How To Build An Aviary

Quail

Looking from the railing


It was my never my intent to go out and become anything. It was back at the beginning of the urban chicken movement. While I can remember at least one house in the town I grew up in that had chickens wandering about the yard, it just wasn’t that common at the time I decided to get a few hens. Our town was a suburb of a large metropolitan area and this was back before having city chickens was cool.

Fast forward and seemed like everyone was starting a garden and getting chickens, even the city dwellers. A lot of municipalities were moving to legislate how they would allow or not allow chickens. We had moved a little further out, but still in an urban area at the edge of the suburbs. Our city had decided to only allow chickens if you had at least 3 acres, which didn’t include us. We had more like a 1/10th of an acre, so chickens were a no-go. So I pouted around for a little while. Then I decided to actually read the city code and it put a crazy thought in my head. You see while the code was very verbose on the who, what, where, when, and why of chickens, cows, goats, and horses it was a little thin on others animals. It had a short list of animals that were strictly forbidden – pigs, ducks, geese, and guinea fowl. It allowed for pets, specifically dogs, cats, rabbits. The code had a final general section that required a special use permit for other domesticated animals, “except fowl which were covered above”. Hmmm….. So I thought there were lists of fowl specifically allowed or NOT allowed. One of my favorite sayings is “It is easier to ask forgiveness instead of permission”. While researching chickens I had seen references to raising quail and since they were NOT specifically restricted, I went for it.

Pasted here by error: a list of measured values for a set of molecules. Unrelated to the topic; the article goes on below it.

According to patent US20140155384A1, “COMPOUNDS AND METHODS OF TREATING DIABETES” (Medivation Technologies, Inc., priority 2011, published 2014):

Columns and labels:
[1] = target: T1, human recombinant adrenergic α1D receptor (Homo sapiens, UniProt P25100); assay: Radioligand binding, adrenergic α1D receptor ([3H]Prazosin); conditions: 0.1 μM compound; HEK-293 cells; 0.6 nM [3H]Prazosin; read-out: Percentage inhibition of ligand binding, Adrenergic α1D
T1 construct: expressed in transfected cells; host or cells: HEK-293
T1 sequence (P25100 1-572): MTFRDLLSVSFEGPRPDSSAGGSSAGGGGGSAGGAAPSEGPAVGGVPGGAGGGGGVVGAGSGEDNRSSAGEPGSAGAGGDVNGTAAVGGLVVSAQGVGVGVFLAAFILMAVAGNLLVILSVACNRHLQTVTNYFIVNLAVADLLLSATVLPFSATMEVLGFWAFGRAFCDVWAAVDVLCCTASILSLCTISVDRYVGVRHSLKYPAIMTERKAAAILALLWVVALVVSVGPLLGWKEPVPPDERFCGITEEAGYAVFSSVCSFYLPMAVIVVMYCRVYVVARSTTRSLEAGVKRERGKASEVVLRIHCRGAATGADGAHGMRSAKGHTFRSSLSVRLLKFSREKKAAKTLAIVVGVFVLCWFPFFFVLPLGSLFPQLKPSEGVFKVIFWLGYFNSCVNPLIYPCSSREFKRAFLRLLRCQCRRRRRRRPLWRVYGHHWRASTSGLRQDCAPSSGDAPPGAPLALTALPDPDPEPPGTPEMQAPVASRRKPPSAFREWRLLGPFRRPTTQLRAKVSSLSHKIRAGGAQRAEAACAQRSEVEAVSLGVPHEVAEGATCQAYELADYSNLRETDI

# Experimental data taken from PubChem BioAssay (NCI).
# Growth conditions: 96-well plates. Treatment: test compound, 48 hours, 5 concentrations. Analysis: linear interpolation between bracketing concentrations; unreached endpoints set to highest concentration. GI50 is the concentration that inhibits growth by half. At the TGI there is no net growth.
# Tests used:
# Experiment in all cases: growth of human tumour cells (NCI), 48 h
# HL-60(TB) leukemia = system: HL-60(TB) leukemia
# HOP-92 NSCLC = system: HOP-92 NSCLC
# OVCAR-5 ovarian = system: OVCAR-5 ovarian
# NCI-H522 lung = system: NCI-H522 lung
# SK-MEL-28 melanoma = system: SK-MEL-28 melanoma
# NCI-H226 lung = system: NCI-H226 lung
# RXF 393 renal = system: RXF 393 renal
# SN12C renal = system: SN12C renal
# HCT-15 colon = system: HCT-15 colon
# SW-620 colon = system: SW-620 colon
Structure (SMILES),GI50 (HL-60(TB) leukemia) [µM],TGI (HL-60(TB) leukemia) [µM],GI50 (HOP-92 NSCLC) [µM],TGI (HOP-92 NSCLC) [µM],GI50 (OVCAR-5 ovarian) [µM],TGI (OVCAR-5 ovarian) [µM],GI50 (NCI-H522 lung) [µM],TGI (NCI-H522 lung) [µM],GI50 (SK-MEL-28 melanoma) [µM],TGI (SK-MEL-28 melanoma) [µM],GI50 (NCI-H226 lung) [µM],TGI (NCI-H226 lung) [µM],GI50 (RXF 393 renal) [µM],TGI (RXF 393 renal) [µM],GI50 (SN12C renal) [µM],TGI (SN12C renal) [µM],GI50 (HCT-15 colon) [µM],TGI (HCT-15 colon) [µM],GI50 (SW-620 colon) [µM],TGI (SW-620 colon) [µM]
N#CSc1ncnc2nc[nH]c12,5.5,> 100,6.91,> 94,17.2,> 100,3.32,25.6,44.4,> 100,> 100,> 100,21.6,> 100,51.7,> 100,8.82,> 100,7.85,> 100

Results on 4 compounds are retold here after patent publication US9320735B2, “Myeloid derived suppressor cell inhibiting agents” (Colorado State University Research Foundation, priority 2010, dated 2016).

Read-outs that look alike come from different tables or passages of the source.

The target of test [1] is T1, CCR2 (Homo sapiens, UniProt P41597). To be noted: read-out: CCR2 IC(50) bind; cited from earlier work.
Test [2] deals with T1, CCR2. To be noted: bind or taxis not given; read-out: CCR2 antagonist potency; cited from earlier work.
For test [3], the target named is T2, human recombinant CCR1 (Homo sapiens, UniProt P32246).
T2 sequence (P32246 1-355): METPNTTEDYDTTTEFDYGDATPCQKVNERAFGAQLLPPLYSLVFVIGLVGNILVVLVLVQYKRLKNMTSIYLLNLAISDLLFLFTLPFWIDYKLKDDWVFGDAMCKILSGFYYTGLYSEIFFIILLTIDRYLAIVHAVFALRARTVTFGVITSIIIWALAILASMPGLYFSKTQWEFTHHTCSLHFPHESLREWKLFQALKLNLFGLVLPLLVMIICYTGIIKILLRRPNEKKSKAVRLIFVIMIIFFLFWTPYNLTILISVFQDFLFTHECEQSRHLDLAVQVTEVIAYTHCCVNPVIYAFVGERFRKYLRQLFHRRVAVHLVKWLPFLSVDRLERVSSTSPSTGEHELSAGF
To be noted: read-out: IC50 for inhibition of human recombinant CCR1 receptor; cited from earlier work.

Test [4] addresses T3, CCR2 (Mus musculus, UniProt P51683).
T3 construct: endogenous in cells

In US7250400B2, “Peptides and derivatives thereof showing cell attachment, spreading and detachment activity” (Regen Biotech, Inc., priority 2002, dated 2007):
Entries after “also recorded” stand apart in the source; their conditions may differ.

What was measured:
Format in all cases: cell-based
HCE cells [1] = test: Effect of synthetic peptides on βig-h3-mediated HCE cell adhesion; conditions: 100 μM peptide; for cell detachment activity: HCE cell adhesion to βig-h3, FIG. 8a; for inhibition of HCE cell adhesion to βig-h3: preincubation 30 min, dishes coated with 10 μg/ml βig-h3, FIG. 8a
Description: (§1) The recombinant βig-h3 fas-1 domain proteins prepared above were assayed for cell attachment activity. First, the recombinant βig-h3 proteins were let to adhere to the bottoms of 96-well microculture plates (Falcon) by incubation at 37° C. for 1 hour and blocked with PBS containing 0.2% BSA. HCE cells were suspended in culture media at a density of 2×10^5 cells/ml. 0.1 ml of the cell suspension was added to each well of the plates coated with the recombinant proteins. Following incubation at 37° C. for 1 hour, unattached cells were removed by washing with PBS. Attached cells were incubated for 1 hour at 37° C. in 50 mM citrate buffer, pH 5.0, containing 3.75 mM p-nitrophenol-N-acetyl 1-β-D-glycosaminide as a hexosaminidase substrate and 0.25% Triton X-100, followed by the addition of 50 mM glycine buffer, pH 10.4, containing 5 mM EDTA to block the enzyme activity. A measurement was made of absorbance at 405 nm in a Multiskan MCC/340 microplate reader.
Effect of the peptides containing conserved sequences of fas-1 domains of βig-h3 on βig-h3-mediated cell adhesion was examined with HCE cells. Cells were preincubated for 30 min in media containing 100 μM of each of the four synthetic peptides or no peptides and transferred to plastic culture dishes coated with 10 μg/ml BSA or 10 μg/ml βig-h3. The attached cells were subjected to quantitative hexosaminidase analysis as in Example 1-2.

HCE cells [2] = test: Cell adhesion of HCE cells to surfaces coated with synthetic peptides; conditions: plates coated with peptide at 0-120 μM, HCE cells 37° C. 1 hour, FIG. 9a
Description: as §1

There was a lot of good information on the internet about raising quail, but it was spread all over the place and didn’t really address the needs of small back yard quail keepers. So this website was born. I started documented my journey from knowing nothing about quail, to raising, butchering, incubating eggs, etc. It has been a great and delicious trip!

So now that I am “The Quail Man” what can I do for you? Feel free to ask questions in the comments of this post so we can all share in the answers or feel free to use the contact page to get a hold of me directly. If I dont have the answer I will do whatever I can to find out.

4 Responses to “The story of how I became The Quail Man”

  • dolores palmer says:

    I’m going to give this a try this spring. I don’t know how to build a coop so I can’t raise chickens but maybe I can buy some rabbit hutches. Thank you for the information.

  • John Stuart says:

    We are an existing farm with a rather unique approach to sustainability. A quick inspection of our websites (www.abbeyroadfarm.com and agrivinocartlton.com) provide ample description of the primary activities we have incorporated to make our project successful to date. We are now ready to take on what, by comparison, is a significantly larger commitment as we are intrigued and excited by the prospect of raising on a commercial level quail as well as potentially incorporating other “exotics” such as pheasant and possibly wild turkeys or other unique species.

    Our farm was formerly as somewhat iconic horse facility located in the midst of Oregon’s Wine Country. At one time in the past the area was one of the principal turkey growing regions in the US and still today it is a major poultry producer for the likes of Foster Farms for example. The structure we have for housing the production we envision is a fairly substantial one. The principal building was formerly an indoor riding arena that is 170′ x 70′ x 15′ of clear span height. Connected to the riding arena are a series of 23 horse stalls (12′ x 12′ x 8′), two tack rooms and a horse wash rack. We have ALL infrastructure in place already including 800 watts of usable poser, natural gas supply, 5,000 gallons of water available daily, etc.

    Needless to say, we have the physical ability to establish a pretty big operation but we significantly lack any experience and are seeking research information that will enable us to properly prepare ourselves to initiate the project.Thus, we are looking to begin by reaching out to all that may have useful information. Can you supply us with references and any research that you think may be of value to our project?

    Thanks,

    John

Leave a Reply